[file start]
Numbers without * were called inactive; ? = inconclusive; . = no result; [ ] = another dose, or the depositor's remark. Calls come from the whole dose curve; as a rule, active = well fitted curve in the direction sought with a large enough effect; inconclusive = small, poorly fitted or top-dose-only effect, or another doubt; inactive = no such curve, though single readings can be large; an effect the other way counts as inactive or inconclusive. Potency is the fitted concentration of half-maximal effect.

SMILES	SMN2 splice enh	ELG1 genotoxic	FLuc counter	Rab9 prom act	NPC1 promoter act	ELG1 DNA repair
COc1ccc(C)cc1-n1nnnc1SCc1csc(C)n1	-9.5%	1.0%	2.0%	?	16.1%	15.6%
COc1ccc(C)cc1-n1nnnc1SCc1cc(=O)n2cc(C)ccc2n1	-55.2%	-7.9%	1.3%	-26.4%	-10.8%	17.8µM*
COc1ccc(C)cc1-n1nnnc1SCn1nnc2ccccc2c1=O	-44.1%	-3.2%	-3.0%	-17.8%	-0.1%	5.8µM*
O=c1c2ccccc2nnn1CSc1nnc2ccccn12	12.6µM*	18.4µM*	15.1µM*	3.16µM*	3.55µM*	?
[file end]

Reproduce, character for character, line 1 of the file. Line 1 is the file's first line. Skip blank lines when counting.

Numbers without * were called inactive; ? = inconclusive; . = no result; [ ] = another dose, or the depositor's remark. Calls come from the whole dose curve; as a rule, active = well fitted curve in the direction sought with a large enough effect; inconclusive = small, poorly fitted or top-dose-only effect, or another doubt; inactive = no such curve, though single readings can be large; an effect the other way counts as inactive or inconclusive. Potency is the fitted concentration of half-maximal effect.